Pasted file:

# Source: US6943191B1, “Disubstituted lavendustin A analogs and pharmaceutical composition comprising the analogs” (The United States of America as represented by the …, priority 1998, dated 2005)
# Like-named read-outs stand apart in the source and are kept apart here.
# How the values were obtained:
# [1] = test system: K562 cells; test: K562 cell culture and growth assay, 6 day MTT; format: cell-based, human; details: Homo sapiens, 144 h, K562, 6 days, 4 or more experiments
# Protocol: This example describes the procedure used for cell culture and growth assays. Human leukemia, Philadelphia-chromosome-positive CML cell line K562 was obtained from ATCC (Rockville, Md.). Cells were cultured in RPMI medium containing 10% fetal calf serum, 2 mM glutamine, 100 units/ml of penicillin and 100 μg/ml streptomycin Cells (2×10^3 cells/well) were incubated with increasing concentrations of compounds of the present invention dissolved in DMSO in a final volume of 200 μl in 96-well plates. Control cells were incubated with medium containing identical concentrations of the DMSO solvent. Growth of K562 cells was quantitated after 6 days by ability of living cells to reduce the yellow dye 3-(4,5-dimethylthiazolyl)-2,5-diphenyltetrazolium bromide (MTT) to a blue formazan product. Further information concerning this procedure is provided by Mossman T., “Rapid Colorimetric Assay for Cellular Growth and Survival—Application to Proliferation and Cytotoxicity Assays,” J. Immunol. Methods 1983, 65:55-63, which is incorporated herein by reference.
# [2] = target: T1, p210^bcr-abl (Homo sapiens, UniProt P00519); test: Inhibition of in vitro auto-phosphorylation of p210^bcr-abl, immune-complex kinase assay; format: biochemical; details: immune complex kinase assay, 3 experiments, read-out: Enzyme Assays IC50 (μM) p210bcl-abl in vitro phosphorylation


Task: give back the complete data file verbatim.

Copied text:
# Source: US6943191B1, “Disubstituted lavendustin A analogs and pharmaceutical composition comprising the analogs” (The United States of America as represented by the …, priority 1998, dated 2005)
# Like-named read-outs stand apart in the source and are kept apart here.
# How the values were obtained:
# [1] = test system: K562 cells; test: K562 cell culture and growth assay, 6 day MTT; format: cell-based, human; details: Homo sapiens, 144 h, K562, 6 days, 4 or more experiments
# Protocol: This example describes the procedure used for cell culture and growth assays. Human leukemia, Philadelphia-chromosome-positive CML cell line K562 was obtained from ATCC (Rockville, Md.). Cells were cultured in RPMI medium containing 10% fetal calf serum, 2 mM glutamine, 100 units/ml of penicillin and 100 μg/ml streptomycin Cells (2×10^3 cells/well) were incubated with increasing concentrations of compounds of the present invention dissolved in DMSO in a final volume of 200 μl in 96-well plates. Control cells were incubated with medium containing identical concentrations of the DMSO solvent. Growth of K562 cells was quantitated after 6 days by ability of living cells to reduce the yellow dye 3-(4,5-dimethylthiazolyl)-2,5-diphenyltetrazolium bromide (MTT) to a blue formazan product. Further information concerning this procedure is provided by Mossman T., “Rapid Colorimetric Assay for Cellular Growth and Survival—Application to Proliferation and Cytotoxicity Assays,” J. Immunol. Methods 1983, 65:55-63, which is incorporated herein by reference.
# [2] = target: T1, p210^bcr-abl (Homo sapiens, UniProt P00519); test: Inhibition of in vitro auto-phosphorylation of p210^bcr-abl, immune-complex kinase assay; format: biochemical; details: immune complex kinase assay, 3 experiments, read-out: Enzyme Assays IC50 (μM) p210bcl-abl in vitro phosphorylation